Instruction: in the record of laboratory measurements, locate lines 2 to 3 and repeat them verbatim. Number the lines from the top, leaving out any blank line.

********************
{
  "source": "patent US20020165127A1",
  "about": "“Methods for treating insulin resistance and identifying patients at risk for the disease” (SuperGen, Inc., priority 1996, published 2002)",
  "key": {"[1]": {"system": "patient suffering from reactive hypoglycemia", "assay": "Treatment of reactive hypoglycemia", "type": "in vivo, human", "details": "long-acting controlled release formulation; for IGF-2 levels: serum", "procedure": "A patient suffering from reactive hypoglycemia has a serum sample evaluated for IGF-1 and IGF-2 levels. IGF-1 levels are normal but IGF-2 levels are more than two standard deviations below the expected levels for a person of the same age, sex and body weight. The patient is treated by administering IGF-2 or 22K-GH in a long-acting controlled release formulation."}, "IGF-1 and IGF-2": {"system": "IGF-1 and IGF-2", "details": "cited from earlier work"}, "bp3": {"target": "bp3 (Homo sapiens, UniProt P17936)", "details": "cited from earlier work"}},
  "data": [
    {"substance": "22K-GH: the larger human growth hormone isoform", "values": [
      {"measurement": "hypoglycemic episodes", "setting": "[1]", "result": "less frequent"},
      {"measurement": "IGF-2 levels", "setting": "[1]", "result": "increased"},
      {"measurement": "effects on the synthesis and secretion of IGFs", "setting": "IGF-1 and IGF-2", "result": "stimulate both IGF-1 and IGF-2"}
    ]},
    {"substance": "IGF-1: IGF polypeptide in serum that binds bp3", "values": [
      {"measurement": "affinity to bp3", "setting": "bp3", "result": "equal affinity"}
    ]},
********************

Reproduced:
  "source": "patent US20020165127A1",
  "about": "“Methods for treating insulin resistance and identifying patients at risk for the disease” (SuperGen, Inc., priority 1996, published 2002)",